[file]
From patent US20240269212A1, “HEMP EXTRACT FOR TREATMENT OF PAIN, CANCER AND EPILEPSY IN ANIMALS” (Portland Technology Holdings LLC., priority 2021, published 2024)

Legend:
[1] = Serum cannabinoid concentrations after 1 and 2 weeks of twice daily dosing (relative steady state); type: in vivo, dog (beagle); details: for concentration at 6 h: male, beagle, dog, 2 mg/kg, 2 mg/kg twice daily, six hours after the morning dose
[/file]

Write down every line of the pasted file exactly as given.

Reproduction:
From patent US20240269212A1, “HEMP EXTRACT FOR TREATMENT OF PAIN, CANCER AND EPILEPSY IN ANIMALS” (Portland Technology Holdings LLC., priority 2021, published 2024)

Legend:
[1] = Serum cannabinoid concentrations after 1 and 2 weeks of twice daily dosing (relative steady state); type: in vivo, dog (beagle); details: for concentration at 6 h: male, beagle, dog, 2 mg/kg, 2 mg/kg twice daily, six hours after the morning dose